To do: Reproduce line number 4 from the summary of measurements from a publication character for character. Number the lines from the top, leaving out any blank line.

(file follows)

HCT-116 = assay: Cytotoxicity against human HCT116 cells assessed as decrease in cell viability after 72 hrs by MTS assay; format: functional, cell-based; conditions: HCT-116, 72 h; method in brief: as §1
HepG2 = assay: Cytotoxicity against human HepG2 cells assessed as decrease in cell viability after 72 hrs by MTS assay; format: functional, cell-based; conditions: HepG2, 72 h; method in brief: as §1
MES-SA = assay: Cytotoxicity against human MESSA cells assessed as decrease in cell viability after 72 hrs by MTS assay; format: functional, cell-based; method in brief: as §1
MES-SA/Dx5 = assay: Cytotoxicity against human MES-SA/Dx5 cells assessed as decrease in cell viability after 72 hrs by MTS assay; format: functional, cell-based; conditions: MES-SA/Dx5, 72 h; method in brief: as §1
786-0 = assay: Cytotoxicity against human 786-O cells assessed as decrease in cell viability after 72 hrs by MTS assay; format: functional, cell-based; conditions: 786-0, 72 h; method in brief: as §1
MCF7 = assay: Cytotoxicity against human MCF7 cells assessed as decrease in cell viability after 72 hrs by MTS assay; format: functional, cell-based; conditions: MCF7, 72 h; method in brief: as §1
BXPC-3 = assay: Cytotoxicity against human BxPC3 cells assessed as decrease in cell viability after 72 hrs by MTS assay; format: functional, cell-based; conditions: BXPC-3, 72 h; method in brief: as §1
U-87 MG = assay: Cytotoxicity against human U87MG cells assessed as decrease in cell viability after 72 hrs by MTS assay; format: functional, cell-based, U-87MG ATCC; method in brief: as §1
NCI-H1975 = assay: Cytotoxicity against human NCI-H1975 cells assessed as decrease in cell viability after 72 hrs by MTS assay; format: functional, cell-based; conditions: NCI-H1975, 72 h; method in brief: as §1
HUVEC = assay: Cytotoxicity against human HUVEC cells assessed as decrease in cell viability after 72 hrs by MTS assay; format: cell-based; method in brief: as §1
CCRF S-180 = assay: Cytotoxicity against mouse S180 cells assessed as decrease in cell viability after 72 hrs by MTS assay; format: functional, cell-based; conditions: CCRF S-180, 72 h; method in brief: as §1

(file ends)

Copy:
MES-SA/Dx5 = assay: Cytotoxicity against human MES-SA/Dx5 cells assessed as decrease in cell viability after 72 hrs by MTS assay; format: functional, cell-based; conditions: MES-SA/Dx5, 72 h; method in brief: as §1